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In chemistry, the term transition metal (sometimes also called a transition element) has two possible meanings:
The first definition is simple and has traditionally been used. However, many interesting properties of the transition elements as a group are the result of their partly filled d subshells. Periodic trends in the d block (transition metals) are less prevailing than in the rest of the periodic table. Going across a period, the valence doesn't change, so the electron being added to an atom goes to the inner shell, not outer shell, strengthening the shield. 
The (loosely defined) transition metals are the 40 chemical elements 21 to 30, 39 to 48, 71 to 80, and 103 to 112. The name transition comes from their position in the periodic table of elements. In each of the four periods in which they occur, these elements represent the successive addition of electrons to the d atomic orbitals of the atoms. In this way, the transition metals represent the transition between group 2 elements and group 13 elements.
Transition elements tend to have high tensile strength, density and melting and boiling points. As with many properties of transition metals, this is due to d orbital electrons' ability to delocalise within the metal lattice. In metallic substances, the more electrons shared between nuclei, the stronger the metal.
There are several common characteristic properties of transition elements:
Variable oxidation states
As opposed to group 1 and group 2 metals, ions of the transition elements may have multiple stable oxidation states, since they can lose d electrons without a high energetic penalty. Manganese, for example has two 4s electrons and five 3d electrons, which can be removed. Loss of all of these electrons leads to a +7 oxidation state. Osmium and ruthenium compounds are commonly found alone in stable +8 oxidation states, which is among the highest for isolatable compounds.
Certain patterns in oxidation state emerge across the period of transition elements:
Other properties with respect to the stability of oxidation states:
Transition metals form good homogeneous or heterogeneous catalysts, for example iron is the catalyst for the Haber process. Vanadium(V) oxide is used for the contact process, nickel is used to make margarine and platinum is used to speed up the manufacture of nitric acid. This is because they are able to form numerous oxidation states, and as such, are able to form new compounds during a reaction providing an alternative route with a lower overall activation energy.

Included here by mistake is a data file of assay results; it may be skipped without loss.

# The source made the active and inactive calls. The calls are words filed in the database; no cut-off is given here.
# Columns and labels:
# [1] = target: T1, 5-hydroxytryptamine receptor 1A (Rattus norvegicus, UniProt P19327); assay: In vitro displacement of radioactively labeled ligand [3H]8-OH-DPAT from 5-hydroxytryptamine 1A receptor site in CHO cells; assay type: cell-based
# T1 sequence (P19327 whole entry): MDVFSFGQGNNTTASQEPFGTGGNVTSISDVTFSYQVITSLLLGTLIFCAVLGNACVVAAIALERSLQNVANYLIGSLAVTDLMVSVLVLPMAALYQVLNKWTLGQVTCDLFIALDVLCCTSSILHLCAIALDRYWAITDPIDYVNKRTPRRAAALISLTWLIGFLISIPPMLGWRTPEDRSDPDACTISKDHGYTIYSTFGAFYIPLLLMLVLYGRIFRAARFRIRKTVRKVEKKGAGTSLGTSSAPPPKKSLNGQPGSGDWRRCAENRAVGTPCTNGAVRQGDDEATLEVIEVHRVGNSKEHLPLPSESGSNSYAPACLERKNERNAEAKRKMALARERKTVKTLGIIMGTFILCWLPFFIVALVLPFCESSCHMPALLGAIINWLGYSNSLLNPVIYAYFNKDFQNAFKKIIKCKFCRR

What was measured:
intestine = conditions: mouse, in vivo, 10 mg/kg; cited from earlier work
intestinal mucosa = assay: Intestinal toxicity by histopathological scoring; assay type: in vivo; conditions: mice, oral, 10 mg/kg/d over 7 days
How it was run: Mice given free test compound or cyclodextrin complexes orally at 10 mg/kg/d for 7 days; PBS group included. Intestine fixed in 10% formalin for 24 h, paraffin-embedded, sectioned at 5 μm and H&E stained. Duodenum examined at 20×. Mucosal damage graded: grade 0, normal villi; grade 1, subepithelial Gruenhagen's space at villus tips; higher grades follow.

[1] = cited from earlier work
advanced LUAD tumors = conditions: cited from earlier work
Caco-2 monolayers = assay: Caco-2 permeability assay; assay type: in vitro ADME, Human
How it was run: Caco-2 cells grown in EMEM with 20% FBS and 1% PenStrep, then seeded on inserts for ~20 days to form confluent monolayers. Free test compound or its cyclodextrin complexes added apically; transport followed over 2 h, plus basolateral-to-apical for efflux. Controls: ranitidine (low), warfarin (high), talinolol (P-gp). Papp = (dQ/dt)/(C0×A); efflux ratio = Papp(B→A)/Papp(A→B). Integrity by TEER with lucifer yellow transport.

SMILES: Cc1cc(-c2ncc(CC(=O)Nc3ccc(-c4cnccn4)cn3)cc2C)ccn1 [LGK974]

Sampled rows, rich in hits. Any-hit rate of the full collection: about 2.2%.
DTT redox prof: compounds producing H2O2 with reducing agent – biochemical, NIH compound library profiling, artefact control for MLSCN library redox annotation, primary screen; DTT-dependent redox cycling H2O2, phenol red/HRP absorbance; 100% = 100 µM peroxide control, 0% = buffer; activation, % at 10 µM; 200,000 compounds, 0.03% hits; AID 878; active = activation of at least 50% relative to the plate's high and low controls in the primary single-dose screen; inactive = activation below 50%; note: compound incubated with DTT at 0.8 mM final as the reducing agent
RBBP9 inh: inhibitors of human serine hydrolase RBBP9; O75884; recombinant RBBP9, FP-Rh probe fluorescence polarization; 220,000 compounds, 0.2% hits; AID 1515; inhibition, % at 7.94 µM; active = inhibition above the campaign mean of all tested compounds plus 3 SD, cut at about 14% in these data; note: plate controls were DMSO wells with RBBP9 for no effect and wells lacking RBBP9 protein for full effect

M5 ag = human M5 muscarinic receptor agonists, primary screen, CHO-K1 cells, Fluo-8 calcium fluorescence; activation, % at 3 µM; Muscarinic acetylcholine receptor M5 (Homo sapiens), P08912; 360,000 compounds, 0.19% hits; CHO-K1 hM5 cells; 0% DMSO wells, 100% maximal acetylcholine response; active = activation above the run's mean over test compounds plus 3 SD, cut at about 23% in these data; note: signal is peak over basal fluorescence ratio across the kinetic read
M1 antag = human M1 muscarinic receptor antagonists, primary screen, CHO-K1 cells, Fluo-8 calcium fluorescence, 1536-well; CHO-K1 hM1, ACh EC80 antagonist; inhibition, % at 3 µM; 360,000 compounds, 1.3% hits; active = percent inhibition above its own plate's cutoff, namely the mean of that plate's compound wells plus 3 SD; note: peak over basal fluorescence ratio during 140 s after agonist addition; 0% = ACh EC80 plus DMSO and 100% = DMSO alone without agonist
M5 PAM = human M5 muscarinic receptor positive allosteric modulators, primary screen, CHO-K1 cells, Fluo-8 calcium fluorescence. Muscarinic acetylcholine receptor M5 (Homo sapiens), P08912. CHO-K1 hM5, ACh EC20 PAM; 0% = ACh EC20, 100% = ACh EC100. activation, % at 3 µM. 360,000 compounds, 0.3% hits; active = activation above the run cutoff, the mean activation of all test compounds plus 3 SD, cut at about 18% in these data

We observe color as varying frequencies of electromagnetic radiation in the visible region of the electromagnetic spectrum. Different colors result from the changed composition of light after it has been reflected, transmitted or absorbed after hitting a substance. Because of their structure, transition metals form many different colored ions and complexes. Color even varies between the different ions of a single element - MnO4− (Mn in oxidation state 7+) is a purple compound, whereas Mn2+ is pale-pink.
Coordination by ligands can play a part in determining color in a transition compound, due to changes in energy of the d orbitals. Ligands remove degeneracy of the orbitals and split them in to higher and lower energy groups. The energy gap between the lower and higher energy orbitals will determine the color of light that is absorbed, as electromagnetic radiation is only absorbed if it has energy corresponding to that gap. When a ligated ion absorbs light, some of the electrons are promoted to a higher energy orbital. Since different frequency light is absorbed, different colors are observed.
The color of a complex depends on:
The complex ion formed by the d block element zinc (though not strictly a transition element) is colorless, because the 3d orbitals are full - no electrons are able to move up to the higher group.
|This article is licensed under the GNU Free Documentation License. It uses material from the Wikipedia article "Transition_metal". A list of authors is available in Wikipedia.|